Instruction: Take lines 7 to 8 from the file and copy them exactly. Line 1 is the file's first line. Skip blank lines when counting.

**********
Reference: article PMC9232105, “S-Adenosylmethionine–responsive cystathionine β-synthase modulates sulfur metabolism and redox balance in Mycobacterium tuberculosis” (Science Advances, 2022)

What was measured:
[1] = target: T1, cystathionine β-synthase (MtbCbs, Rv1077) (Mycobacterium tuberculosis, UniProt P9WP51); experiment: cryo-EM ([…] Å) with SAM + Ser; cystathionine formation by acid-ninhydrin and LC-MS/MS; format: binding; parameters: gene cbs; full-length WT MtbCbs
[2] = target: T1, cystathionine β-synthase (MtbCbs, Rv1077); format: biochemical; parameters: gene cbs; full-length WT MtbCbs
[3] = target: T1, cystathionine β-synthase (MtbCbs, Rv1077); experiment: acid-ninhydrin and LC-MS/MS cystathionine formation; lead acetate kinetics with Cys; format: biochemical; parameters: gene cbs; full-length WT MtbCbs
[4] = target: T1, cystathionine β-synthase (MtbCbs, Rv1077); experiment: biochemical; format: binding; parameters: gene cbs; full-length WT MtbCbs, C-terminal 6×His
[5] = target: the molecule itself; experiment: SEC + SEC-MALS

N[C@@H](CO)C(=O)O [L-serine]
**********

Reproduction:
[5] = target: the molecule itself; experiment: SEC + SEC-MALS

N[C@@H](CO)C(=O)O [L-serine]